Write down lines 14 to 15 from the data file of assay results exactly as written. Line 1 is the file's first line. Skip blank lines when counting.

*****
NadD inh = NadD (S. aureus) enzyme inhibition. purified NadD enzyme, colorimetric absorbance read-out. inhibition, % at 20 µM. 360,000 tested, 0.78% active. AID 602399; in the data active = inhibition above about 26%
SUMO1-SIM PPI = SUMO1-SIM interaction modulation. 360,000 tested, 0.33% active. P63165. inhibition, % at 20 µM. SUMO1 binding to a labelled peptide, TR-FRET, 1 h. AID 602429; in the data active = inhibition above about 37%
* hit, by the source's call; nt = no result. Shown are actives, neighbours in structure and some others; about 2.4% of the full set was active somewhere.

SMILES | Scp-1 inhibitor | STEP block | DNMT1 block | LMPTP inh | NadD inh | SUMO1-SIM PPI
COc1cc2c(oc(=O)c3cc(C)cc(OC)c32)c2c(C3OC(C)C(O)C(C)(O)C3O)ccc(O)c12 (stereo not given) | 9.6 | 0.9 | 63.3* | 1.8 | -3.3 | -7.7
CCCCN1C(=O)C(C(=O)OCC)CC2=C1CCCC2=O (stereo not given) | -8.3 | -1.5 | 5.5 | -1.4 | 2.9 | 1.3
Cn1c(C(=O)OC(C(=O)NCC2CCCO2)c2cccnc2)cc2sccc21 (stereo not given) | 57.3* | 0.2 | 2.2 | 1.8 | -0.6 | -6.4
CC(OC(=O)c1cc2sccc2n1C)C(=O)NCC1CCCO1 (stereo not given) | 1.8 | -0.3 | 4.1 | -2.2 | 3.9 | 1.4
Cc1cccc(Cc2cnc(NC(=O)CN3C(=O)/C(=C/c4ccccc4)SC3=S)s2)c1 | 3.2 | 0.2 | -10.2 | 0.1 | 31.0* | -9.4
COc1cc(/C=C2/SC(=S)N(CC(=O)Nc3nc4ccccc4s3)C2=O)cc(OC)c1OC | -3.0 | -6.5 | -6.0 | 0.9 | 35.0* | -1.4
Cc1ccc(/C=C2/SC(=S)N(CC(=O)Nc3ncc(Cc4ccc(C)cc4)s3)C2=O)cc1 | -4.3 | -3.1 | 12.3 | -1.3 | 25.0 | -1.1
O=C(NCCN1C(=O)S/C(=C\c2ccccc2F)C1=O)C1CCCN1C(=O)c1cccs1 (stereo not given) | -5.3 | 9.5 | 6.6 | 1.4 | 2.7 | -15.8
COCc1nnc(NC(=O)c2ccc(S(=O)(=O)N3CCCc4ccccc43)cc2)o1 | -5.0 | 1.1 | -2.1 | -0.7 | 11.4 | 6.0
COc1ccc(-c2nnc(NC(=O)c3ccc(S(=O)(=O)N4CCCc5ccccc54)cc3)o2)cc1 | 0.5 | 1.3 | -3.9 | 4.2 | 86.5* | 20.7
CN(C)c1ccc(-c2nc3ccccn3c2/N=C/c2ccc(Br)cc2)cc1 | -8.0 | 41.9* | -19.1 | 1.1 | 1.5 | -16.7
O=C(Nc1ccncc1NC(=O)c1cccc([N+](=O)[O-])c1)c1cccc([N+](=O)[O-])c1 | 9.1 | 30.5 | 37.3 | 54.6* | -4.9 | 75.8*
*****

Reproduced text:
COc1ccc(-c2nnc(NC(=O)c3ccc(S(=O)(=O)N4CCCc5ccccc54)cc3)o2)cc1 | 0.5 | 1.3 | -3.9 | 4.2 | 86.5* | 20.7
CN(C)c1ccc(-c2nc3ccccn3c2/N=C/c2ccc(Br)cc2)cc1 | -8.0 | 41.9* | -19.1 | 1.1 | 1.5 | -16.7